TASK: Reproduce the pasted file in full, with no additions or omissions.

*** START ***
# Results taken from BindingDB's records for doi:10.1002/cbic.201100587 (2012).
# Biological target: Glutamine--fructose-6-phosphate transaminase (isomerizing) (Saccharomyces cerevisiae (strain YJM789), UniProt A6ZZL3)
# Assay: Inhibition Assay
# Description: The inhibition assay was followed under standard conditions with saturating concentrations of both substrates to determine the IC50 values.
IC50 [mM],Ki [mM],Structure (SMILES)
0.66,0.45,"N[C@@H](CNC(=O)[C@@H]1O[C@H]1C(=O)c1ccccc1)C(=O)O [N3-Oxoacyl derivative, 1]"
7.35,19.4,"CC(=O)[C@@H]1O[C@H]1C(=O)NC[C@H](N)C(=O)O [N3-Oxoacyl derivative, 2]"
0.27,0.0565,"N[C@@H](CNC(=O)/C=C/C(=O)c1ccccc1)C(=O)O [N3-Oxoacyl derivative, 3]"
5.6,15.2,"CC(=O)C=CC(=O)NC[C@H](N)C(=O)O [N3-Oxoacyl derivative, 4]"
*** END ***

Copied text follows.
# Results taken from BindingDB's records for doi:10.1002/cbic.201100587 (2012).
# Biological target: Glutamine--fructose-6-phosphate transaminase (isomerizing) (Saccharomyces cerevisiae (strain YJM789), UniProt A6ZZL3)
# Assay: Inhibition Assay
# Description: The inhibition assay was followed under standard conditions with saturating concentrations of both substrates to determine the IC50 values.
IC50 [mM],Ki [mM],Structure (SMILES)
0.66,0.45,"N[C@@H](CNC(=O)[C@@H]1O[C@H]1C(=O)c1ccccc1)C(=O)O [N3-Oxoacyl derivative, 1]"
7.35,19.4,"CC(=O)[C@@H]1O[C@H]1C(=O)NC[C@H](N)C(=O)O [N3-Oxoacyl derivative, 2]"
0.27,0.0565,"N[C@@H](CNC(=O)/C=C/C(=O)c1ccccc1)C(=O)O [N3-Oxoacyl derivative, 3]"
5.6,15.2,"CC(=O)C=CC(=O)NC[C@H](N)C(=O)O [N3-Oxoacyl derivative, 4]"